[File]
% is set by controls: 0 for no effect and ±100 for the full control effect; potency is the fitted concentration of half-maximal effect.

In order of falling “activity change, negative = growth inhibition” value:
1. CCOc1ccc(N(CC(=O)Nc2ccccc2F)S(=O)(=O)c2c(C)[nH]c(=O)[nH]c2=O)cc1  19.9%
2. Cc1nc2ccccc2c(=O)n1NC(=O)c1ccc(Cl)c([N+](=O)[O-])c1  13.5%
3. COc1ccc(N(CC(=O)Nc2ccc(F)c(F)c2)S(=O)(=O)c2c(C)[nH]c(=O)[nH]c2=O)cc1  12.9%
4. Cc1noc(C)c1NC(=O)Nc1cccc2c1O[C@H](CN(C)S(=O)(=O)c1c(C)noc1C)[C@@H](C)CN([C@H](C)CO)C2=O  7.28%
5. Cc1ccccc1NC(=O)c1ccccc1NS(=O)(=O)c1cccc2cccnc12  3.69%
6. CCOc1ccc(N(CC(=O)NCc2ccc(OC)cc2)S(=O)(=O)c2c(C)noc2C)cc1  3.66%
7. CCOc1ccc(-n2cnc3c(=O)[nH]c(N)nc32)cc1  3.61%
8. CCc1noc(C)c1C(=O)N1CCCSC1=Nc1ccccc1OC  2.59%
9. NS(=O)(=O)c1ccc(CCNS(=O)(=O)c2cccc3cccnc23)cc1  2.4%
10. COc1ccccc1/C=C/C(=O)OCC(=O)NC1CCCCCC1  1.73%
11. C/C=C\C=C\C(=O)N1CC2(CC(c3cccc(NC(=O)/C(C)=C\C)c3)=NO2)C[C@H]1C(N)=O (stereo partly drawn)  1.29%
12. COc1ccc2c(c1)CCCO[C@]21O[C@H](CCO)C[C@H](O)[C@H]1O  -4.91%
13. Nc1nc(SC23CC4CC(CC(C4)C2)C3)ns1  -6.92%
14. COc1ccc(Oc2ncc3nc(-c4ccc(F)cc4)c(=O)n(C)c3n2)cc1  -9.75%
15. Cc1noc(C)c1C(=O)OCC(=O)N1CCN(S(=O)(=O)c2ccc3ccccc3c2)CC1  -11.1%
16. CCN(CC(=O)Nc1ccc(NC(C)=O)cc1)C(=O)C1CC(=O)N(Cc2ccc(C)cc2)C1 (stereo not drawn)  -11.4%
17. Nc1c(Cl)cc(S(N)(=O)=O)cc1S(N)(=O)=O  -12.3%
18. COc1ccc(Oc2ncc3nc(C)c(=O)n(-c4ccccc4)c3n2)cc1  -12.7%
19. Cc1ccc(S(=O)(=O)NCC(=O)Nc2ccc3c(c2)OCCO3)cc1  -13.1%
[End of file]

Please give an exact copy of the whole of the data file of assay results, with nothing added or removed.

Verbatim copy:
% is set by controls: 0 for no effect and ±100 for the full control effect; potency is the fitted concentration of half-maximal effect.

In order of falling “activity change, negative = growth inhibition” value:
1. CCOc1ccc(N(CC(=O)Nc2ccccc2F)S(=O)(=O)c2c(C)[nH]c(=O)[nH]c2=O)cc1  19.9%
2. Cc1nc2ccccc2c(=O)n1NC(=O)c1ccc(Cl)c([N+](=O)[O-])c1  13.5%
3. COc1ccc(N(CC(=O)Nc2ccc(F)c(F)c2)S(=O)(=O)c2c(C)[nH]c(=O)[nH]c2=O)cc1  12.9%
4. Cc1noc(C)c1NC(=O)Nc1cccc2c1O[C@H](CN(C)S(=O)(=O)c1c(C)noc1C)[C@@H](C)CN([C@H](C)CO)C2=O  7.28%
5. Cc1ccccc1NC(=O)c1ccccc1NS(=O)(=O)c1cccc2cccnc12  3.69%
6. CCOc1ccc(N(CC(=O)NCc2ccc(OC)cc2)S(=O)(=O)c2c(C)noc2C)cc1  3.66%
7. CCOc1ccc(-n2cnc3c(=O)[nH]c(N)nc32)cc1  3.61%
8. CCc1noc(C)c1C(=O)N1CCCSC1=Nc1ccccc1OC  2.59%
9. NS(=O)(=O)c1ccc(CCNS(=O)(=O)c2cccc3cccnc23)cc1  2.4%
10. COc1ccccc1/C=C/C(=O)OCC(=O)NC1CCCCCC1  1.73%
11. C/C=C\C=C\C(=O)N1CC2(CC(c3cccc(NC(=O)/C(C)=C\C)c3)=NO2)C[C@H]1C(N)=O (stereo partly drawn)  1.29%
12. COc1ccc2c(c1)CCCO[C@]21O[C@H](CCO)C[C@H](O)[C@H]1O  -4.91%
13. Nc1nc(SC23CC4CC(CC(C4)C2)C3)ns1  -6.92%
14. COc1ccc(Oc2ncc3nc(-c4ccc(F)cc4)c(=O)n(C)c3n2)cc1  -9.75%
15. Cc1noc(C)c1C(=O)OCC(=O)N1CCN(S(=O)(=O)c2ccc3ccccc3c2)CC1  -11.1%
16. CCN(CC(=O)Nc1ccc(NC(C)=O)cc1)C(=O)C1CC(=O)N(Cc2ccc(C)cc2)C1 (stereo not drawn)  -11.4%
17. Nc1c(Cl)cc(S(N)(=O)=O)cc1S(N)(=O)=O  -12.3%
18. COc1ccc(Oc2ncc3nc(C)c(=O)n(-c4ccccc4)c3n2)cc1  -12.7%
19. Cc1ccc(S(=O)(=O)NCC(=O)Nc2ccc3c(c2)OCCO3)cc1  -13.1%